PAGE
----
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Tuesday, 30 September 2008

Andrew Pritchard the ‘fixer’ behind Britain’s largest ever drugs smuggling operation

Customs and Excise in London had labelled Andrew Pritchard the ‘fixer’ behind Britain’s largest ever drugs smuggling operation - half a ton of cocaine, “enough to keep London’s clubland snorting for months”.Held behind bars for 18 months, doing time for a crime he insisted he did not commit, Pritchard was subsequently exonerated. He was allowed to walk away from Her Majesty’s prison with all charges formally dropped against him. And that, he says, was the start of his transformation.

Andrew Pritchard signing a copy of his book. (Photos: Joseph Wellington)
Pritchard chronicles his experience in the no-holds-barred novel, Urban Smuggler, a book which will be made into a film, with some of the scenes shot on location here in Jamaica.“Oh yes, I was a smuggler,” Pritchard admits without reservation, in an interview the day after the local launch held recently in the gardens of the Jamaica Pegasus Hotel.His smuggling escapades, however, were limited to Cuban cigars and those of the counterfeit variety - never cocaine or any such drug, he emphasises, his British accent sounding thick.Born in Britain to a Jamaican mother who migrated to that country in the 50s, in the book, Pritchard says that his introduction to smuggling came as a child on his return trip from Jamaica to England. He recalls wondering why the suitcases he and his sister were taking home were so heavy.
“When our suitcases were opened, they revealed dozens of bottles of white rum. I remember being amused, if not shocked. This, then was to be my first experience in smuggling.”And, if smuggling is to be defined as taking steps to import a legal substance without paying the customs and excise duties, then Pritchard here has quite casually opened a can of worms. Which traveller can honestly say they have never tried to ‘hide’ an item from the prying eyes of Customs officials in order to avoid paying duties? So, does that make us all smugglers? (Those of you without sin cast the first stone.)The author guilelessly recounts his chequered past - starting out in 1988 as a promoter for ‘warehouse parties’ - illegal, all-night events - through to 2004 when he became intimately involved with the Cuban cigar smuggling ring. The Foreword says it all. “Andrew was known to the police and the underworld from early 1980s when he was at the centre of the rave scene which transformed youth culture and drug use in the UK.”So, making strides in his career, Pritchard finds more lucrative ways to earn a living. “We brought top-end Cuban cigars and found a way to circumvent the excise and duties, which were ridiculously high at the time,” he told the Observer. “We later started smuggling counterfeit cigars through Cayman into England as well,” he added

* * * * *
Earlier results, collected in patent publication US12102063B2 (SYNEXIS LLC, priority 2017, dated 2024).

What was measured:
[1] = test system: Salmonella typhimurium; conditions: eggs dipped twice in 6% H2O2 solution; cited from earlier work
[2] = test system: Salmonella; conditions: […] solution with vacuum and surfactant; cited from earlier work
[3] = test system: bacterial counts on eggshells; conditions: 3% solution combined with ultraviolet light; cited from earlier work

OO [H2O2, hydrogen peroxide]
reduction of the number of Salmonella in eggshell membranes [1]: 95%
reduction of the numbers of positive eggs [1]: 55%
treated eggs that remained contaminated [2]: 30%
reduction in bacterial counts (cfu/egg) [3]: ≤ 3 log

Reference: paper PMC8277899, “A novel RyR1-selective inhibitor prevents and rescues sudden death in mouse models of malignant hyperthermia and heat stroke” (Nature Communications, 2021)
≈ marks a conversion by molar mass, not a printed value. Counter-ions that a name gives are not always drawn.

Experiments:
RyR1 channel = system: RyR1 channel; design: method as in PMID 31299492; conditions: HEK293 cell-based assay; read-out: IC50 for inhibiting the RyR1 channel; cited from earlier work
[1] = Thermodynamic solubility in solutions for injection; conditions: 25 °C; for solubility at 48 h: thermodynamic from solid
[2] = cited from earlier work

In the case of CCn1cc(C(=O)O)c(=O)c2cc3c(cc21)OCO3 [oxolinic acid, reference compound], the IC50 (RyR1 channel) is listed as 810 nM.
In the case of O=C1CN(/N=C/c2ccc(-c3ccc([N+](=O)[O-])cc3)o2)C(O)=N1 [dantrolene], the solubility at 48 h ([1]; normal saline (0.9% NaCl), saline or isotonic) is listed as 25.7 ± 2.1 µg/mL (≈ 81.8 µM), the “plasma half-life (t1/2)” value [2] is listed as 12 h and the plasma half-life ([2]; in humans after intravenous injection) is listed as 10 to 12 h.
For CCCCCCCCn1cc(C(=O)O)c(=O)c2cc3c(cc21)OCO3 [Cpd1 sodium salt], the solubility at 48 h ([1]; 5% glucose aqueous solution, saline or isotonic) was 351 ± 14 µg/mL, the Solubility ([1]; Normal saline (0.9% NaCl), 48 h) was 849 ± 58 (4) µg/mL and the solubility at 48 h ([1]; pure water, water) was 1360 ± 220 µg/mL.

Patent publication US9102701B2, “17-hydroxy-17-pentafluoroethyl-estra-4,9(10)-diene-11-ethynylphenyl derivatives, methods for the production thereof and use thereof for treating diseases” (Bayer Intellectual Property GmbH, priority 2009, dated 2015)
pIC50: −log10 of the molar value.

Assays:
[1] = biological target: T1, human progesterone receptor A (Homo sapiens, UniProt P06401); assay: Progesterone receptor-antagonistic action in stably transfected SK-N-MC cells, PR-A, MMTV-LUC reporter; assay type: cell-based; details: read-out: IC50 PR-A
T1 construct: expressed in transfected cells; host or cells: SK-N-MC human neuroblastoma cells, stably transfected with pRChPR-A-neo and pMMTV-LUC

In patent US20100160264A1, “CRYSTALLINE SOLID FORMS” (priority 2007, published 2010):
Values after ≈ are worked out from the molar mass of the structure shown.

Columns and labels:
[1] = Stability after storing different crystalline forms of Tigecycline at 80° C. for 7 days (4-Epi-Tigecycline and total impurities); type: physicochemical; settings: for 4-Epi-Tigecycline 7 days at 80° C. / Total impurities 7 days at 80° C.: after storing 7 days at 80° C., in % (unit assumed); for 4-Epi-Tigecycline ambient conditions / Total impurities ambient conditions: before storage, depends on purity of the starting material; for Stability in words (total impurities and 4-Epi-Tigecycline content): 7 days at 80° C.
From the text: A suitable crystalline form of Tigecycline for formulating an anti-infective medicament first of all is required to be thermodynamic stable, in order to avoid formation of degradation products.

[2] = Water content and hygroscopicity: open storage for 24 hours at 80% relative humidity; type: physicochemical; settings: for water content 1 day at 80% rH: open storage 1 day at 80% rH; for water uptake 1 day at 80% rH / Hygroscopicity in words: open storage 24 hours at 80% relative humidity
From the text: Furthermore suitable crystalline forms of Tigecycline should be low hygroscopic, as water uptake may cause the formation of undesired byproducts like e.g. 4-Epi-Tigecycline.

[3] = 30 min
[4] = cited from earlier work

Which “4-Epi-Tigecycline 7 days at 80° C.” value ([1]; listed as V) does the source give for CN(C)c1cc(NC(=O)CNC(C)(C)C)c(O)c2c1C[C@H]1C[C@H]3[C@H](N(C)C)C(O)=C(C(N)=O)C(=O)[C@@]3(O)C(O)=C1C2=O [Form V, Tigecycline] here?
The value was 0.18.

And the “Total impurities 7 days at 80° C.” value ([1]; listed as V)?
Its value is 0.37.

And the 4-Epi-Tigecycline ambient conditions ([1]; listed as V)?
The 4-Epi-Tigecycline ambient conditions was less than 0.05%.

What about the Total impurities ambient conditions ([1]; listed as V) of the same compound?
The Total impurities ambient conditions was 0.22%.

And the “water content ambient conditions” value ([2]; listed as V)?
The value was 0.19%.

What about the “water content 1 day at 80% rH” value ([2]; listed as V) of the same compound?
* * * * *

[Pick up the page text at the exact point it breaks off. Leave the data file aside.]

And, crucial to the success of this smuggling enterprise was the Fast Team of Customs officials on Pritchard’s payroll, whose job it was to send through his containers of cigars without them being searched.It was while on his way to pick up one such sealed container that Pritchard’s neatly stacked deck of smuggling cards came tumbling down. He was arrested and charged with smuggling half a ton of premium grade cocaine with a street value of $100m, as that was what was allegedly found in the container, not cigars.The nightmare which followed saw a court case which cost nine million pounds, two hung juries and a final acquittal.
Surely the stuff of which books and films are made. And also the stuff from which the smuggler-turned-author made tons of cash. (”Oh, yes, smuggling was quite a lucrative enterprise,” he told us.)Casting is now being done for the international feature film

Friday, 26 September 2008

Tuan Ky Quach, 38, was allegedly bound with duct tape in a Windsor motel room in February by three armed men who stole about $200,000 in marijuana.

Tuan Ky Quach, 38, was allegedly bound with duct tape in a Windsor motel room in February by three armed men who stole about $200,000 in marijuana. Another man was pistol-whipped with a 357 Magnum in a case that resulted in seven arrests after police were alerted to people in ski masks lurking outside.Quach was charged with possession of 24 kilograms of marijuana for the purpose of trafficking.
Details of that incident came out yesterday when Quach — a small, clean-cut man with glasses — was denied bail on charges related to a Kitchener home-grow operation.
Quach was among five suspects arrested at gunpoint Sept. 11 during an alleged drug deal in the parking lot of a Chinese restaurant in suburban Toronto. Police fired five shots in the afternoon takedown when the driver of a car allegedly tried to speed away and hit one of the officers in the knee.